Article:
I had left you at the gate to buy a newspaper
and on my way back stopped at a bank of monitors
to check the status of our flight to London.
That was when you noticed a middle-aged man
in a brown jacket and the green short-brimmed cap
I'd bought for the trip. It wasn't until I turned
and walked toward you that you saw him as me.
What a nice-looking man, you told me you'd thought—
maybe European, with that unusual cap…
somebody, you said, you might want to meet.
We both laughed. And it aroused my vanity
that you had been attracted to me afresh,
with no baggage. A kind of affirmation.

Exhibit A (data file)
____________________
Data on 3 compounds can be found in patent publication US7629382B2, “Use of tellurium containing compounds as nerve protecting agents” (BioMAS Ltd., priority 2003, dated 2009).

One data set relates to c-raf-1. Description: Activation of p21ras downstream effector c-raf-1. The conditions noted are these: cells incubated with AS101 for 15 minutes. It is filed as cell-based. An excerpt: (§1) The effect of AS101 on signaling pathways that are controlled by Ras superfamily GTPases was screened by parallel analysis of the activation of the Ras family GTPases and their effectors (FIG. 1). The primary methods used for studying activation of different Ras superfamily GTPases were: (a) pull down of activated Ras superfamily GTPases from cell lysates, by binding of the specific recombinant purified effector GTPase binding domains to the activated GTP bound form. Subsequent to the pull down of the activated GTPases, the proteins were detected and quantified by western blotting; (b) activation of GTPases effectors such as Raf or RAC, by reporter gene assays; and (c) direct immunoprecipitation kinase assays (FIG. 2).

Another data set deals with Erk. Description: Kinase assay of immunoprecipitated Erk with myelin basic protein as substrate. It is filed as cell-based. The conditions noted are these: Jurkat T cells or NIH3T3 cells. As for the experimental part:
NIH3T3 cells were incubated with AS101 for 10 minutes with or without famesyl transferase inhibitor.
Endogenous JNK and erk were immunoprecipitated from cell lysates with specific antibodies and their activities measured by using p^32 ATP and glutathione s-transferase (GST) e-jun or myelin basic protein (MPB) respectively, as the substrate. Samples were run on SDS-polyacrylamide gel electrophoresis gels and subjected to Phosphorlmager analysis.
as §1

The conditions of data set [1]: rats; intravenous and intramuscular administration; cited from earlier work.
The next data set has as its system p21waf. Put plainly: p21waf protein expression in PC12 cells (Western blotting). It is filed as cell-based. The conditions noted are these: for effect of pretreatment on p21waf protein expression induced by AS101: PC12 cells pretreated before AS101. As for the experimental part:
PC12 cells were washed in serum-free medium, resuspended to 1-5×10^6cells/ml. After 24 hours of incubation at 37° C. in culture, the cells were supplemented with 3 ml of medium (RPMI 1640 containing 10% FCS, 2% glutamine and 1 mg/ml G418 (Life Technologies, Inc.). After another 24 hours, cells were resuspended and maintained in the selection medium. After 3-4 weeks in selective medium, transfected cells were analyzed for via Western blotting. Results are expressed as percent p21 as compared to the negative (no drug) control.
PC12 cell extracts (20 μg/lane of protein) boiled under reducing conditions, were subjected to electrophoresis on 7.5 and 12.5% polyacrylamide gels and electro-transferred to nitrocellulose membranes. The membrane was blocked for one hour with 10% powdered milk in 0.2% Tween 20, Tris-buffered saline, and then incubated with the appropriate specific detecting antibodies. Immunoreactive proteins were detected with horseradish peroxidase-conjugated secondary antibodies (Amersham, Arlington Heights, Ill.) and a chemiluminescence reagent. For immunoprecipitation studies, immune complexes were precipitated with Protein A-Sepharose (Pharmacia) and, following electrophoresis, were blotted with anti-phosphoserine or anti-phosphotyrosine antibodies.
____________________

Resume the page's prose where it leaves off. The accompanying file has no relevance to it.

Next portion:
But doubt seeped into that crevice of time
when you had looked upon me as a stranger,
and I wondered if you'd pictured him
as someone more intriguing than I could be
after decades of marriage, all my foibles known.
Did you have one of those under-the-radar daydreams
of meeting him, hitting it off, and getting
on a plane together? In those few moments,
did you imagine a whole life with him?
And were you disappointed, or glad, to find
it was only the life you already had?
This poem has not been translated into any other language yet.I would like to translate this poem